Man charged in ex-reporter's killing on trial
PENSACOLA, Fla. (AP) — A man charged with first-degree murder in the death of former Pensacola newspaper reporter wiped tears from his eyes and told a jury on Wednesday that he did not kill the man.
William Cormier III told jurors on Wednesday that he was acting under the direction of his twin brother when he moved items from the dead man's home and sold the dead man's belongings.
Closing statements and jury deliberations are set for Thursday.
Cormier III told jurors that he did not know Sean Dugas was dead and that he believed his twin brother, Christopher Cormier, was in constant contact with Dugas. William Cormier III said he thought he was helping Dugas move to Georgia and that he and his twin brother were selling Dugas' items to pay off Dugas' debts.
"I assumed he was in contact with Sean the whole time. He said Sean wanted to leave Pensacola," Cormier III testified.
Cormier III also testified that he believed he was helping his father and his brother dig a barbecue pit in the backyard of his father's Georgia home. Dugas' body was later found buried in the pit and encased in concrete.
"I love my brother very much and, no matter what he did or may have done, I would have done anything to keep him from going to prison," William Cormier III testified after attorneys questioned him about a January letter he penned to his father from the Escambia County Jail. He said in the letter that he was considering suicide.
Christopher Cormier, has pleaded no contest to charges of helping his brother transport Dugas' body from Pensacola to Georgia.
Earlier Wednesday William Cormier Jr., the twins' father, told jurors of a "horrible" smell that came from the back of a U-Haul that William Cormier III drove to his home in Georgia from Pensacola in 2012.
"It smelled like a dead dog," the father testified.
Prosecutors allege William Cormier III bludgeoned Dugas to death in August 2012 and, with the help of Christopher Cormier, transported his body from Pensacola to Georgia, leaving the body in the plastic container surrounded by air fresheners and potpourri for more than a week before burying it.
A medical examiner told jurors that Dugas died from multiple blows to his head with a blunt-force instrument, likely a hammer.
Dr. Cassie Boggs, an assistant medical examiner from The Georgia Bureau of Investigation, did an autopsy of Dugas on Oct. 9, 2012.
Boggs said Dugas, 30, sustained 12 strikes to his skull and that each of the blows fractured the bone. Dugas' skull was so fractured that it fell apart and had to be reconstructed during the autopsy, she said.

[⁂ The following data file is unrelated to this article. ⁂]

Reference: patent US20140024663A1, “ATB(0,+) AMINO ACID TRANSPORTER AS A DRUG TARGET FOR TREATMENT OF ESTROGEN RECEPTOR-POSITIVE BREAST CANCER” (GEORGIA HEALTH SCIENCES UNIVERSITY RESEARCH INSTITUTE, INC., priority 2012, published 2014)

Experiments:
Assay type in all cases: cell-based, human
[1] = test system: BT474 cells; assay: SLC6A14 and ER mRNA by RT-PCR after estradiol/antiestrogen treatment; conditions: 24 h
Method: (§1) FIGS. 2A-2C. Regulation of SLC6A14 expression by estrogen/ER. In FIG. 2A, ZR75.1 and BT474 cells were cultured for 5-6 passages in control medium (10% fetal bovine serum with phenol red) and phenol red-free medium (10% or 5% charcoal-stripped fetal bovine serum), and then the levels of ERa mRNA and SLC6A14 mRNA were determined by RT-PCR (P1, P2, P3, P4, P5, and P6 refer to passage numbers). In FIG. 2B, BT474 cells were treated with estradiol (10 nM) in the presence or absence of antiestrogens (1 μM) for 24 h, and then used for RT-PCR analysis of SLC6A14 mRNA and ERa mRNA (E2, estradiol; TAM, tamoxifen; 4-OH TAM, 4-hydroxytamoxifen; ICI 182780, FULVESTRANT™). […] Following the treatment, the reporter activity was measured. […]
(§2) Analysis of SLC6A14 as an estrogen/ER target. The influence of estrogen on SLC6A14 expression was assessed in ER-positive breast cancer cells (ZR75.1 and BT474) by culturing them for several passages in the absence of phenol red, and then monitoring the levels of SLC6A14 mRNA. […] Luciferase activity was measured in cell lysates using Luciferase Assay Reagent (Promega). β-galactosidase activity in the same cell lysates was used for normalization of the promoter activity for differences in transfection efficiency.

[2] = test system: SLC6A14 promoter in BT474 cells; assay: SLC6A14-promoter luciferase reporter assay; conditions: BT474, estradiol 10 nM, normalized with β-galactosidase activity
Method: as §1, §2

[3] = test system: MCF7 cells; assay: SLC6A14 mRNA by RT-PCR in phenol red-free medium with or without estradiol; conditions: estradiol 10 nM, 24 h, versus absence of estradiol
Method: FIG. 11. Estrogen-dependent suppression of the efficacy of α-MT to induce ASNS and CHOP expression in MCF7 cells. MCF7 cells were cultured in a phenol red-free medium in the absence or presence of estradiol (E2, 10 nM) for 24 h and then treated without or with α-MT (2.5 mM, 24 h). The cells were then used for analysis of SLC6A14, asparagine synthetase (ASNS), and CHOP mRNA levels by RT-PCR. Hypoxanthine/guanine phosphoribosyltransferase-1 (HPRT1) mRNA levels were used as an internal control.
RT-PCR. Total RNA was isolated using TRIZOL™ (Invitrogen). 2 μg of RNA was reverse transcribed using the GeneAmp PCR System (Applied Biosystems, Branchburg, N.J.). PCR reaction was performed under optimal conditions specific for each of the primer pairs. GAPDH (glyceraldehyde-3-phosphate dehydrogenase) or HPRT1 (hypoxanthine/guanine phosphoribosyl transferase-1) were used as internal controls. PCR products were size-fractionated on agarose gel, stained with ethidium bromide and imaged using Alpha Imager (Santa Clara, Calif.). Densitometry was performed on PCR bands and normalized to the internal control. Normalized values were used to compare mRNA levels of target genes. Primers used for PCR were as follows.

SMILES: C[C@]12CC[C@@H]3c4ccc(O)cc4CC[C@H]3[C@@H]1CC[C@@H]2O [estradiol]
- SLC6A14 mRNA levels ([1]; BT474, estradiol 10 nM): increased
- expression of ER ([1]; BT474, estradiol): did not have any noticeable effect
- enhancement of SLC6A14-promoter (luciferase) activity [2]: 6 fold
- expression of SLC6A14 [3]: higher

She said Dugas was in a fetal position in the storage container surrounded by sheets, a plastic tarp, air fresheners and spray foam used to seal cracks in walls. His body had to be cut from the bottom of the plastic bin because of the layer of concrete on the top, she said.
Jurors were visibly upset by the graphic descriptions and images from the autopsy. One juror wept openly.
Dugas' father looked down throughout testimony to avoid the graphic images. Dugas' mother, who clutched a photo of her son, left the courtroom.
Earlier Wednesday, Cormier's father told jurors that he received a call from a Pensacola detective in October of 2012 asking about Dugas' disappearance. The father said he woke his twin sons up and told them about the call.
"I said, 'What the hell is going on? There is a detective from Pensacola calling and somebody is missing'," he testified.
Prosecutors allege Cormier III killed Dugas and stole his collection of valuable cards for the role-playing game "Magic: The Gathering." Experts have testified that the collection was worth up to $100,000.
In his testimony, a prosecutor asked William Cormier III why he went to a Wal-Mart with his brother and purchased a plastic storage bin, numerous bags of potpourri, air fresheners and a plastic tarp, items that were found with Dugas' body.
Cormier III said he went to Wal-Mart because his brother told him to.
"Never in my wildest dreams would I have thought a plastic bin, six air fresheners and a plastic tarp would have been used in a crime," he said.
William Cormier Jr. told Judge Terry Terrell that he was not voluntarily testifying at the trial and didn't understand why Florida law would exempt spouses from testifying in cases involving each other, but not parents and children.
"The blood bond between fathers and sons is stronger," Cormier Jr. said.
Terrell told Cormier Jr. that he must follow the law and testify according to the requirements of his subpoena.
Cormier Jr. also testified that William was usually the more assertive of the twins and usually told Christopher what to do.